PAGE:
OTTUMWA — The Bridge City Slam II Wrestling Show and Legends Fan Fest at Bridge View Center Saturday night was packed to the brim.
At 5 p.m., the line extended out the doorways. People were eager to meet their wrestling idols and see the show. John Dirksen has been taking his son Joseph to see wrestling shows since he was a baby. Dirksen said his son, Joseph, was a bigger wrestling fanatic than him, with nearly 1,000 wrestling cards. His favorite wrestler is Hulk Hogan, but he came to see Jerry “The King” Lawler “crush some butt” and get an autograph from him.
John used to be a security guard for Hogan and Joseph fell in love with his wrestling prowess. He also has fond memories of Lawler.
“I used to watch them both on TV,” Joseph Dirksen said. “When it comes down to it, I love the entertainment and the dedication they put in.”
John chimed in. “They do it for the kids, too,” he said. “They are a part of Make a Wish and all the fundraisers they do. They do fundraisers for the troops with Iraq and everything.”
Amy Hubbell has been coming to the fan fest and show for the last five years. Coming back Saturday night was a chance to see her favorite wrestler, Tony Storm.
“I got all the shirts and merchandise around my house,” Hubbell said laughing. “He’s got a good personality when he comes out and just has this heart of gold. He puts on a good show.”
For Hubbell, seeing the show was icing on the cake. She said she planned to lose her voice that night from screaming for Storm.
The enthusiasm from wrestling fans is what keeps Brad and Lauren Haifley working for Central Empire Wrestling, which put on Saturday’s show. Brad helps with security and makes sure things run smoothly for every show.
Brad and Lauren, like most wrestling fanatics, grew up watching wrestling. “The hype of it is what draws crowds,” she said. “They watch it and they get into it. It’s the entertainment.”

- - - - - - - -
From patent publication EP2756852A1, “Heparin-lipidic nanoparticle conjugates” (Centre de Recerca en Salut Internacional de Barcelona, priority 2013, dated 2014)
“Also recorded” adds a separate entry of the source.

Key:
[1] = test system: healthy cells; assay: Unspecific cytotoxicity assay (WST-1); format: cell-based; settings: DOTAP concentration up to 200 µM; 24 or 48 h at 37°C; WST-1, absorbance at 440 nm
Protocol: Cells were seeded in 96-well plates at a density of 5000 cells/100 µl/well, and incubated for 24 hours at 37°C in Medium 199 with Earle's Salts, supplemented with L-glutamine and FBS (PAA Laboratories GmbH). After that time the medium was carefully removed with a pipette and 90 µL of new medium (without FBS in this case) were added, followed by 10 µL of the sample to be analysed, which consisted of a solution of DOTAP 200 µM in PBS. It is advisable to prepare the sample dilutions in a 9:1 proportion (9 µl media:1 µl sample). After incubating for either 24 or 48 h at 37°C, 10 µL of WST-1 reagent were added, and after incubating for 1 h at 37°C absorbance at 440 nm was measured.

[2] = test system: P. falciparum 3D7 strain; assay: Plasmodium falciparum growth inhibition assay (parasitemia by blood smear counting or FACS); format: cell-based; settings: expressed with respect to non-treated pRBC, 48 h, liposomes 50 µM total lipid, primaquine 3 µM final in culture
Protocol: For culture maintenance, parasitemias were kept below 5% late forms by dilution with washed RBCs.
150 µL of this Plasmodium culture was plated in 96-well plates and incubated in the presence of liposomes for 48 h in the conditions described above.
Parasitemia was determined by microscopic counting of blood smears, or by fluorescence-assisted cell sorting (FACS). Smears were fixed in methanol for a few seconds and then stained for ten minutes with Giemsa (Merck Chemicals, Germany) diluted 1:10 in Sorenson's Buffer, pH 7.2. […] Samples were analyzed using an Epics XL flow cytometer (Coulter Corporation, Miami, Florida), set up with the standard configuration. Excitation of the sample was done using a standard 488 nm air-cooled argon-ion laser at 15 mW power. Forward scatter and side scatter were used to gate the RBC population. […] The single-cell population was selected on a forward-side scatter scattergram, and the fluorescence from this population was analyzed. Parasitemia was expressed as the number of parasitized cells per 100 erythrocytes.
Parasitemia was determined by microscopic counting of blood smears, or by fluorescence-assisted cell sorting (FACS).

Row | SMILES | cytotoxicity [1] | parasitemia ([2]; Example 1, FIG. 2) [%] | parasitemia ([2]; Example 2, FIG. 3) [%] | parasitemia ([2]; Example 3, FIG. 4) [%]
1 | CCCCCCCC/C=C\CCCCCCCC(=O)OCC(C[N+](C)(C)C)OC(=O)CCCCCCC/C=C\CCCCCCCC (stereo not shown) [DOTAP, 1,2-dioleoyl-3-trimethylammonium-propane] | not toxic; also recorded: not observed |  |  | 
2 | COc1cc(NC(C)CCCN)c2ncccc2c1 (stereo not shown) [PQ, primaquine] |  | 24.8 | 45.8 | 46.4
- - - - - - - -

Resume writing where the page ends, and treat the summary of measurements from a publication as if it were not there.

Lauren said she loves helping to organize the event and advertise for the different shows.
Brad agreed. “Everybody’s big dream is to be a big star, and this is where I’m a big star,” he said. Like other wrestling fans at Saturday’s show, Brad loves Jerry Lawyer and Tony Storm.
“It’s very reminiscent of ‘90s wrestling,” he said, “what was called the ‘attitude era.’ It was very anti-establishment, a lot more hardcore. There’s a lot more rule breaking per se, than what is in traditional wrestling. It gives a good feeling.”
Heather Wood, a retired independent wrestler, said Saturday’s event allowed her to reminisce about her time in the ring. Saturday was about “supporting her brothers and sisters” who wrestle.
Wood competed in a time were there were no female wrestlers. “I was wrestling the men,” she said. “You gotta be tough. I was trained like one of the guys.”
She got into wrestling because she grew up watching World Wrestling Entertainment (WWE). From there it was her dream to become a professional wrestler. In high school she said she trained at a wrestling school to condition herself for the professional level. She had a wrestling career for five years and stepped down after a serious injury.
Now she goes around helping out at different shows and supporting other wrestlers. She never gets tired of the competitive nature.
“I think it’s the atmosphere, I think it’s the wrestlers they bring in,” she said. “All around everybody loves this because they know the competitors, they know the business.”